CONDITIONS WE TREAT

Let us simplify what may otherwise seem complicated.

We realize you and your loved ones are more than a label. Using common diagnostic terms can aid understanding and help guide treatment solutions.

Borderline Personality

Individuals with borderline personality disorder are associated with the “I hate you, don’t leave me” phenomenon of behavior. Those with borderline personality disorder are marked by a consistent pattern of instable social relationships, self-image, emotions, and impulsive behavior beginning in early adulthood. They often have a large fear of being abandoned by others and exhibit frantic efforts to avoid either real or imagined abandonment. This population often alternates between extreme idealization of relationships or devaluation of them. The may be impulsive in more than one harmful area such as money spending, reckless driving, binge eating, or substance use and display reoccurring suicidal behavior such as gestures, threats, or self-mutilation. It is not uncommon for those with this disorder to threaten to hurt or end their life if they perceive someone is trying to abandon or leave them. They often have intense emotional episodes of dysphoria, irritability, or anxiety; which are short in duration from a few hours to a rarely more than a few days. They often exhibit inappropriate intense episodes of anger and have difficulty controlling their anger. Individuals with this disorder experience chronic feelings of emptiness and may have stress-related paranoid ideation or dissociative symptoms, a sense of being detached from yourself or environment or feelings that things around are unreal. This disorder is thought to develop from insecure attachments in childhood that may stem from childhood trauma, emotional neglect, or physical/sexual abuse where the child learns to perceive other people as untrustworthy or rejecting.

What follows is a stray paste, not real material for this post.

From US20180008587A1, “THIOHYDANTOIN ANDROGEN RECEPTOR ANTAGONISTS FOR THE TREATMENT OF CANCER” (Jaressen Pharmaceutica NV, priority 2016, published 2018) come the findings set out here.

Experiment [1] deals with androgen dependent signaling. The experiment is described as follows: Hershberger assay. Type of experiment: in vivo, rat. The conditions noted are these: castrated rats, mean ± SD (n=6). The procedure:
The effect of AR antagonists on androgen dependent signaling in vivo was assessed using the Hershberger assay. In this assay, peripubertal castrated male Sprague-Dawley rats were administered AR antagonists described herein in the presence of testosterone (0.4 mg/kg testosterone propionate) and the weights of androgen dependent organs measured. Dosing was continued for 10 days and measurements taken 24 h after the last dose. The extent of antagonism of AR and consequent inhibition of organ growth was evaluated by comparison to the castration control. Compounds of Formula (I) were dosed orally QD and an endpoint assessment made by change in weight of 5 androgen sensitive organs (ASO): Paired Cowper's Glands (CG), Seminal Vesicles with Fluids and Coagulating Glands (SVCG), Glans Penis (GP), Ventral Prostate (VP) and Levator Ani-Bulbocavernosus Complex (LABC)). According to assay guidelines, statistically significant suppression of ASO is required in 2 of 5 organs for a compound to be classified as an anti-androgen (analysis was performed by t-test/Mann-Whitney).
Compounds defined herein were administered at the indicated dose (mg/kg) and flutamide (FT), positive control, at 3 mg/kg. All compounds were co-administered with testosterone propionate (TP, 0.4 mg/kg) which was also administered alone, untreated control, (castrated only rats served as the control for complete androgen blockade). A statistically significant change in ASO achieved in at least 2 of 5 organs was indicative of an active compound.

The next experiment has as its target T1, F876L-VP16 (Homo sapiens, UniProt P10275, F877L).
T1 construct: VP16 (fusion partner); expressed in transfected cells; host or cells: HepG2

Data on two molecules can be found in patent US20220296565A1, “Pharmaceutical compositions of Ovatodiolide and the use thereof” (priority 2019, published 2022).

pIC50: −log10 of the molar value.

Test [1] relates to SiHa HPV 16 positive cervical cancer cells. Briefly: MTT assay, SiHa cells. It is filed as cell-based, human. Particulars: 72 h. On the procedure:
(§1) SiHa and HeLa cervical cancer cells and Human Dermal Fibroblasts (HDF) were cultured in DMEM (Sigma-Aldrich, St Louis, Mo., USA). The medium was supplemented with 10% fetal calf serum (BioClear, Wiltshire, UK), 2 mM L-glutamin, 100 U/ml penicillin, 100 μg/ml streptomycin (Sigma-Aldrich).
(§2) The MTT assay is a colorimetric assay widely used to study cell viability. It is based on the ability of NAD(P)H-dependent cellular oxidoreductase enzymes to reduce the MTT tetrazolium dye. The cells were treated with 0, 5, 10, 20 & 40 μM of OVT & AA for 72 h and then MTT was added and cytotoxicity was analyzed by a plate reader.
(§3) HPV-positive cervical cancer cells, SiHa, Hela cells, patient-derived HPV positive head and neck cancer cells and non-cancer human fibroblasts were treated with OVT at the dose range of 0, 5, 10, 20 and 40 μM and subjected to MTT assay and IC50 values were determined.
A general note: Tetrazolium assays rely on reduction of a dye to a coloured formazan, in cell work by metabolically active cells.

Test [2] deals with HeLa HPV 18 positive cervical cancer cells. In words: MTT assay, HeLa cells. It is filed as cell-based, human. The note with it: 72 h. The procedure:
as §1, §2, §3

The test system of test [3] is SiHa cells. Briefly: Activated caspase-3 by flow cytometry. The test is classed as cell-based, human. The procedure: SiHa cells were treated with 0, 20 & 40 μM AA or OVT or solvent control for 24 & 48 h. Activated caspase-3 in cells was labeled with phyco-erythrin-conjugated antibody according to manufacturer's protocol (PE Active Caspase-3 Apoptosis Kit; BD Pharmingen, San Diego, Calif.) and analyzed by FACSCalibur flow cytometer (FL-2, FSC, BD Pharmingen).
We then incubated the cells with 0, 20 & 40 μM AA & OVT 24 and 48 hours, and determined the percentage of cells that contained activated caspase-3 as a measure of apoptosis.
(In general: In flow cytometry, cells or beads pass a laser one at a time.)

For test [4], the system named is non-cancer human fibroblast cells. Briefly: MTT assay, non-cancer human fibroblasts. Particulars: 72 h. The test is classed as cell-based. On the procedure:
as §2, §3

Borderline personality disorder is often diagnosed also with bipolar disorder, attention-deficit hyperactivity disorder (ADHD), depression, or posttraumatic stress disorder (PTSD). Individuals with this disorder tend to have abnormal fronto-limbic connections, which are involved with emotional dysregulation, difficulty with coping with interpersonal distress, and impulsivity (Brune, 2016). Individuals with this disorder may benefit from treatment to address the childhood trauma and interpersonal therapy to help improve their ability to form and maintain healthy relationships.

Brune, M. (2016). Borderline personality disorder: Why ‘fast and furious’? Evolution, Medicine, and Public Health, 2016(1), 52-66. https://doi.org/10.1093/emph/eow002

What We Don’t Treat

We are not an emergency clinic. We are an outpatient provider so we do not have inpatient facilities. We are not a hospital and do not provide detox services for addictions. We do not treat schizophrenia or brain disorders related to advancing age such as dementia or Alzheimer’s. We are not contracted with any court system and do not provide court ordered services related to child custody or other matters.

ADHD affects 11% of school-age children (4-17) and symptoms continue into adulthood in more than 75% of children. Boys are over twice as likely to be diagnosed with ADHD (13.3%) compared to girls (5.6%)

Source: National Resource Center on ADHD

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(623) 824-5051

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